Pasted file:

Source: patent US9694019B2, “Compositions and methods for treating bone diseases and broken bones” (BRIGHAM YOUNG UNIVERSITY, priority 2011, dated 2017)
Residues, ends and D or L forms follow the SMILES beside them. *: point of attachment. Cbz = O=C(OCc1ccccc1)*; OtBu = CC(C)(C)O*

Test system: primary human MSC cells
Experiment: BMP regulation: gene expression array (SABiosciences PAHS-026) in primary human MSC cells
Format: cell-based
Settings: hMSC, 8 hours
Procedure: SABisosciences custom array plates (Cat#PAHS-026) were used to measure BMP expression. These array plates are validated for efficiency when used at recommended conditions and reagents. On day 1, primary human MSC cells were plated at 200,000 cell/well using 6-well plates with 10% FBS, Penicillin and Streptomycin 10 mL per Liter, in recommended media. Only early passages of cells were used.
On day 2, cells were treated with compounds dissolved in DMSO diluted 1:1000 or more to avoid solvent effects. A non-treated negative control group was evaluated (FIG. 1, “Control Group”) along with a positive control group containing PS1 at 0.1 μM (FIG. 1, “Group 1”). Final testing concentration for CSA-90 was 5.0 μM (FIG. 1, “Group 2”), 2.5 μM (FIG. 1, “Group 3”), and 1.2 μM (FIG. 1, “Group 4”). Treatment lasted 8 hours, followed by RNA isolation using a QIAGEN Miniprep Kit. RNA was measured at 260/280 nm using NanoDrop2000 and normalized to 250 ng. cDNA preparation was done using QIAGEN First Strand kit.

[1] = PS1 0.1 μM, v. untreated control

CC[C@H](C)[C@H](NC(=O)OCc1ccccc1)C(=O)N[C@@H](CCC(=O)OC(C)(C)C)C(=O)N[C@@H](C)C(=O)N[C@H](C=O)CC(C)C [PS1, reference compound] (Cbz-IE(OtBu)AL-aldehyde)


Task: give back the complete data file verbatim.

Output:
Source: patent US9694019B2, “Compositions and methods for treating bone diseases and broken bones” (BRIGHAM YOUNG UNIVERSITY, priority 2011, dated 2017)
Residues, ends and D or L forms follow the SMILES beside them. *: point of attachment. Cbz = O=C(OCc1ccccc1)*; OtBu = CC(C)(C)O*

Test system: primary human MSC cells
Experiment: BMP regulation: gene expression array (SABiosciences PAHS-026) in primary human MSC cells
Format: cell-based
Settings: hMSC, 8 hours
Procedure: SABisosciences custom array plates (Cat#PAHS-026) were used to measure BMP expression. These array plates are validated for efficiency when used at recommended conditions and reagents. On day 1, primary human MSC cells were plated at 200,000 cell/well using 6-well plates with 10% FBS, Penicillin and Streptomycin 10 mL per Liter, in recommended media. Only early passages of cells were used.
On day 2, cells were treated with compounds dissolved in DMSO diluted 1:1000 or more to avoid solvent effects. A non-treated negative control group was evaluated (FIG. 1, “Control Group”) along with a positive control group containing PS1 at 0.1 μM (FIG. 1, “Group 1”). Final testing concentration for CSA-90 was 5.0 μM (FIG. 1, “Group 2”), 2.5 μM (FIG. 1, “Group 3”), and 1.2 μM (FIG. 1, “Group 4”). Treatment lasted 8 hours, followed by RNA isolation using a QIAGEN Miniprep Kit. RNA was measured at 260/280 nm using NanoDrop2000 and normalized to 250 ng. cDNA preparation was done using QIAGEN First Strand kit.

[1] = PS1 0.1 μM, v. untreated control

CC[C@H](C)[C@H](NC(=O)OCc1ccccc1)C(=O)N[C@@H](CCC(=O)OC(C)(C)C)C(=O)N[C@@H](C)C(=O)N[C@H](C=O)CC(C)C [PS1, reference compound] (Cbz-IE(OtBu)AL-aldehyde)